July 12, 2012
Paris (Oncle Tom)
Returning home to New York hit me with the biggest culture shock I’ve ever felt. Now, I’m no stranger to culture shock. My first notable quake occurred when I moved to Paris at the age of 18 with just a handful of French words at my disposal (croissant, café, cigarette…).
Paris (Lost In Cheeseland) & (Making Magique)
The move hit pretty high on the Richter scale, but eventually I assimilated as best I could, and my American friends who came to visit told me I seemed “French.” (For the record, the French always said I seemed “Swedish.”)
Paris rooftops (oropeza)
Years later, with an expired visa and packed boxes, I sat in my beautiful 6eme étage Montparnasse apartment that looked out over some of the best rooftops Paris has to offer. I told myself that I would surely find a way to return to Paris within three to six months. It never occurred to me to prepare for re-assimilation into New York culture. I never once imagined that eight years later, I’d still be in New York, shocked and shaken, fighting passionately to maintain une vie parisienne in New York City.
New York (roeyahram)
As a native New Yorker, I possess certain habits that I can’t quite shake, even when living abroad. I tend to speed walk everywhere, and I consider jaywalking to be the right-of-way, no matter what. I strike up a conversation at every checkout counter, and I can’t help but leave a fifteen percent tip for bad service. When I hop into a cab, I make sure the meter is running before telling the driver we’re heading to Brooklyn. And in the subway I scream, “Hold the doors!” as I fly down the stairs, but of course I scream at others when they do the same.
Paris (TOF alias christophe hue)
Yet, despite my innate New Yorkness, I found it challenging to re-integrate with family and old friends when I first moved back. I was still me, but now had an inner Parisienne who only allowed me to frequent cafés that have a no-laptop policy, and who made me cringe at the idea of ordering a coffee to go.
New York (Carin Olsson)
She still considers the occasional cigarette to be healthy and is offended by aggressive no-smoking bans (even though they’ve only helped her kick the habit). She believes in bike paths, small cars, and a public transportation system that does not run 24/7 so that it can be cleaned and maintained.
New York (craigCloutier)
At times, my inner Parisienne has been so dominant she made me do silly things, like not thinking twice about moving into a five-story walk-up with no elevator. She even tricked me into thinking I could survive another New York heat wave without an air conditioner; she has since learned to love her new air conditioner.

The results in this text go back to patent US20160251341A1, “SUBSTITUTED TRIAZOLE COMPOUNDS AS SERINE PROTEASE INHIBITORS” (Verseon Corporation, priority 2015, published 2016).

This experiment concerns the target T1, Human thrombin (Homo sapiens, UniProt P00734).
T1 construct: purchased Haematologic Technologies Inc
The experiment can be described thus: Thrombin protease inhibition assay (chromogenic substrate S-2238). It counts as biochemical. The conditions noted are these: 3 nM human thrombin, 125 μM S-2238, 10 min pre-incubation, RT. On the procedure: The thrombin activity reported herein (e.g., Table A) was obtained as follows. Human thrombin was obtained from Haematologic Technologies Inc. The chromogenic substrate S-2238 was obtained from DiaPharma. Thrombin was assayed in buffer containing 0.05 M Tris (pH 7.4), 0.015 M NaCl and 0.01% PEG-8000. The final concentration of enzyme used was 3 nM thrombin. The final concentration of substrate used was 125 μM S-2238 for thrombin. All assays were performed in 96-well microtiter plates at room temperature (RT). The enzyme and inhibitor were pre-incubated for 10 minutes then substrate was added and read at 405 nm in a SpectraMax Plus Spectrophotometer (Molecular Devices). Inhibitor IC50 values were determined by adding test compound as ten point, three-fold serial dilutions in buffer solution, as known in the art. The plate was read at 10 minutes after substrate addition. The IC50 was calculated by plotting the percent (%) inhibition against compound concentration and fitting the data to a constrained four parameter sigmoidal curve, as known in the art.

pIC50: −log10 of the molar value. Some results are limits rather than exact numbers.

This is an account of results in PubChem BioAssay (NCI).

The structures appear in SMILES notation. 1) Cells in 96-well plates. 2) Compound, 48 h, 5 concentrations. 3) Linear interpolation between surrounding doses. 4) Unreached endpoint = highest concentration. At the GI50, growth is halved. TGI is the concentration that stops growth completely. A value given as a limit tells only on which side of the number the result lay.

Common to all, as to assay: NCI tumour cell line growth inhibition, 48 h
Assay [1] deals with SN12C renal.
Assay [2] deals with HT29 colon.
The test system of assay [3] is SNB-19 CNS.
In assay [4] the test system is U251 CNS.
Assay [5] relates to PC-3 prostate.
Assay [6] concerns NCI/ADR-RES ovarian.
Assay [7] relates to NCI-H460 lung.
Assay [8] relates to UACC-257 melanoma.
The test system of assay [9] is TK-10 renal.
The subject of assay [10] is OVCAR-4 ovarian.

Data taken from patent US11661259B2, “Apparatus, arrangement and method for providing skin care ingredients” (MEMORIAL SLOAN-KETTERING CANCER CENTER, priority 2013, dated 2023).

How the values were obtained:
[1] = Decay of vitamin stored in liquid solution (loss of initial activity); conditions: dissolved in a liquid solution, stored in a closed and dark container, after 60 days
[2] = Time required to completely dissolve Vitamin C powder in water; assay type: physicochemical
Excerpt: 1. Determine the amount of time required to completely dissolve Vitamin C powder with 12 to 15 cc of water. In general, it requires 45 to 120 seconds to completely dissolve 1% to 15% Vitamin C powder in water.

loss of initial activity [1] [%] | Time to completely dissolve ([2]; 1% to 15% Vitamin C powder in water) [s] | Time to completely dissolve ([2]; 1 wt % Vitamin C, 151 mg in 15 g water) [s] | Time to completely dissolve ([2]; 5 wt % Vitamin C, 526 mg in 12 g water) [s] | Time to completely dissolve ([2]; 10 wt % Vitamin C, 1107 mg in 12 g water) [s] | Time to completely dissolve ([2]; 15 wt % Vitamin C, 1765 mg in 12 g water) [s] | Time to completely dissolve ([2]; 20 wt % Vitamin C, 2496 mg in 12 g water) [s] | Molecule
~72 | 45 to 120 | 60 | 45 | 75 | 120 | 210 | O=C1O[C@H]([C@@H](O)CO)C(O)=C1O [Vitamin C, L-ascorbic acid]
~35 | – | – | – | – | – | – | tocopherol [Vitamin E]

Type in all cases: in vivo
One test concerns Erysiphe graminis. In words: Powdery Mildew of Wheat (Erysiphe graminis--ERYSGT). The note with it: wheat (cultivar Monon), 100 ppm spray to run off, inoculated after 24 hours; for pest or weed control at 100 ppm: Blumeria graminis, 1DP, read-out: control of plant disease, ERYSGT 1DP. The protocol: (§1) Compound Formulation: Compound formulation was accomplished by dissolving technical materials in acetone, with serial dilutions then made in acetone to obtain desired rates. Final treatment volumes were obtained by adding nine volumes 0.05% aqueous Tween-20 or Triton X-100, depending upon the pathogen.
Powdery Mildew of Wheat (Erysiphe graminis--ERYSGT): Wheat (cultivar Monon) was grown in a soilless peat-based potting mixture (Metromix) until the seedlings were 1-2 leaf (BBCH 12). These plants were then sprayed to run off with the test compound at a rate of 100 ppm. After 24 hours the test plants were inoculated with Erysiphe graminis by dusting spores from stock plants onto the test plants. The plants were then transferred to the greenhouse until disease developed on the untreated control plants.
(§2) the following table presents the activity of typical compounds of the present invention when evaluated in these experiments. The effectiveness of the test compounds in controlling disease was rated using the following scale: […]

Paris (Annelie Willemijn)
Even at work, while I was negotiating with a former employer, my inner Parisienne took charge by claiming that her “quality of life” was in jeopardy and insisting that she take a full hour-long lunch break each workday. She also explained that two weeks really wasn’t enough vacation time to go anywhere worthwhile. Surely, I must be entitled to more in life than just work, n’est-ce pas?
Paris (Olof Grind)
It was shortly after my boss refused to meet my requests that it occurred to me that I was no longer culturally shocked, but actually culturally transformed. I can’t help being a New Yorker just as much as I can’t seem to let go of my inner Parisienne. I’ve been living in New York seven years and six months longer than I ever anticipated, and it might be a while longer before I have the chance to live in Paris again. Until then, no matter where in the world I may be, I will happily embrace ma vie parisienne.
- If Paris were New York and New York were Paris, would it look like this?
- … for more, you can buy the full Paris vs. New York book here
- Even Paris in Four Months falls for New York once in a while
Written by Elise Marafioti
Elise was born and raised in New York where she pursued a career in classical and modern dance. During a hiatus from performing, she moved to Paris and attended the American University of Paris. After living in more than six different arrondissements over the years, soaking up as much of Paris as possible, she returned to New York. Throughout the years, Elise has taken every opportunity to return to Paris and has also traveled extensively throughout Europe.
Website: Haven in Paris
Tags: Annelie Willemijn, Carin Olsson, Coffee, croissant, Elise Marafioti, Lost in Cheeseland, Making Magique, Montparnasse, New York, new york city, Olof Grind, Oncle Tom, paris, Parisian Living, Parisienne, Une Vie Parisienne
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